The Murdered Sun is the first of sixteen Star Trek novels—or, more accurately, fifteen novels and a novella—by Christie Golden, most of which take place either fully or partially in the sphere of Voyager. She wears her fandom passionately on her sleeve in a way that recalls some of the Trek authors of the 80s, both the best and the worst. (Her about-the-author page mentions her writing Trek scripts in high school.) Fortunately, it’s the better ones she takes after here. I think Golden succeeded in finding a lot more humanity in these characters than the show managed in its first season and in concocting versions of these characters I really like. One representative example occurs when Harry freaks out seeing floating blood and corpses on an Akerian ship they’ve disabled and are investigating, and Janeway gives him and B’Elanna a moving little speech reminding them that all their actions out in the Delta Quadrant have consequences, even if the move they had to make was the right one at the time.
It’s always fascinating to see which characters authors of early series installments are drawn to, and for Golden, it’s Chakotay and Paris, particularly the former. Chakotay is a character built, as we now know, on a solid foundation of pure cringe. Much of the basis for his character derived from notes provided by a fraudster named Jackie Marks, a.k.a. Jamake Highwater, a writer who was hired to consult on Native American culture for the show and who claimed to be Cherokee but was actually of Eastern European Jewish descent. Any kind of deep dive on Chakotay’s character is going to entail a certain amount of risk with regard to stereotyping and misrepresentation, and not every step Golden takes with him is perfectly graceful.1 There’s a bit of the spirit animal stuff, but thankfully, she doesn’t go full akoocheemoya. On balance, I think she manages about as well with the character as any white person in 1996 could be expected to. What’s really interesting is seeing him show some actual passion and enthusiasm. Reading this book was the first time so far that any installment of Voyager, TV episode or novel, successfully convinced me Chakotay actually has emotions.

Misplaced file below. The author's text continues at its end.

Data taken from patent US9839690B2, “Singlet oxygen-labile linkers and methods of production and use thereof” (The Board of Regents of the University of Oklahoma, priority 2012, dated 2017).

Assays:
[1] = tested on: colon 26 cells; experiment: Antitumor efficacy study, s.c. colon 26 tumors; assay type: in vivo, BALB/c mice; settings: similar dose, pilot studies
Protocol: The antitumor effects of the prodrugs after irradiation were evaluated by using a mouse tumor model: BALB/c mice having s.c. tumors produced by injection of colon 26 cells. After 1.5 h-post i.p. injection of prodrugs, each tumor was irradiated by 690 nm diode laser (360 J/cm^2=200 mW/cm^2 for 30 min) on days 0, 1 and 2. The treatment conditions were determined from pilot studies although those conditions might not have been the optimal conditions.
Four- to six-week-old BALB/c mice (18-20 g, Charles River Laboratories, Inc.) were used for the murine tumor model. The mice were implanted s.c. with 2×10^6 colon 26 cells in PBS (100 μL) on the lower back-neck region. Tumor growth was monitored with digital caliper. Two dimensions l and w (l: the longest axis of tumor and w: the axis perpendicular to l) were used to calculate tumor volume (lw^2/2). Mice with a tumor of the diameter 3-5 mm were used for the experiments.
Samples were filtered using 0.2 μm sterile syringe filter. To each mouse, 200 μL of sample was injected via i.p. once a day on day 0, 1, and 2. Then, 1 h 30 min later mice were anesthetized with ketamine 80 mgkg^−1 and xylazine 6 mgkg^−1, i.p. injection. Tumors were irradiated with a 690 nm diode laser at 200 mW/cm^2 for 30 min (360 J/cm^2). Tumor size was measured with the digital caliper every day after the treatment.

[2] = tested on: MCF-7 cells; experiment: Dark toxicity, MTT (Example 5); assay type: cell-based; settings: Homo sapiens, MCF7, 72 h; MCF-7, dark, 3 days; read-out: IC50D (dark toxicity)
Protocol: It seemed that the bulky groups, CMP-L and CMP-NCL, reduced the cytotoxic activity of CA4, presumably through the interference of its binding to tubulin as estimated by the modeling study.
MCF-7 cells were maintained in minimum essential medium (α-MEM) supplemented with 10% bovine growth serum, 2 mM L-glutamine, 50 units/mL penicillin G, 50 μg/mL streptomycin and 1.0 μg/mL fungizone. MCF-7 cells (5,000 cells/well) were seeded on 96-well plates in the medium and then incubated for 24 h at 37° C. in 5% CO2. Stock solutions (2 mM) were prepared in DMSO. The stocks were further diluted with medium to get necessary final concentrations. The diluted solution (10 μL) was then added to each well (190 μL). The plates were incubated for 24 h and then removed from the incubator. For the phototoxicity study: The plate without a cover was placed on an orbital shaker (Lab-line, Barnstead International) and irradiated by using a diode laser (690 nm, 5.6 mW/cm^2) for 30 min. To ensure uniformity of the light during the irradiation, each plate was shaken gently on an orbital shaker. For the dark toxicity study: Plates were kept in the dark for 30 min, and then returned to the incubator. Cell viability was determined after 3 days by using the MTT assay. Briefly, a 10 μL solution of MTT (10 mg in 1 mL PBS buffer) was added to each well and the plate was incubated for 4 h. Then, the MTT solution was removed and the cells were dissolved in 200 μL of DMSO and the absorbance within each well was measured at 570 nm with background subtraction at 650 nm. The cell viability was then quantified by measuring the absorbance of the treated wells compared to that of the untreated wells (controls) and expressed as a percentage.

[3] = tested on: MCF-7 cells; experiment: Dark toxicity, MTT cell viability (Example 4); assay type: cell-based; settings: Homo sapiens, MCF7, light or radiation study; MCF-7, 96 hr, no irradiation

Paris also has an extremely interesting arc in this book. He’s as wigged out by the Verunans as Chakotay is enraptured by them, and is unable to deny the fact that he is repulsed by how they look. He doesn’t have anything against them as people, and he assures Janeway it won’t get in the way of his duty (and it doesn’t), but he can’t help feeling how he feels about their appearance. This is the kind of thing Star Trek likes to act like it is completely past, and it’s refreshing to see some of the wind get taken out of it. I know some are turned off by the cockiness of the character, but having him begin his own penance before anyone else even starts laying into him about it goes a long way in effectively deflecting that, and it still manages not to preclude teachable moments.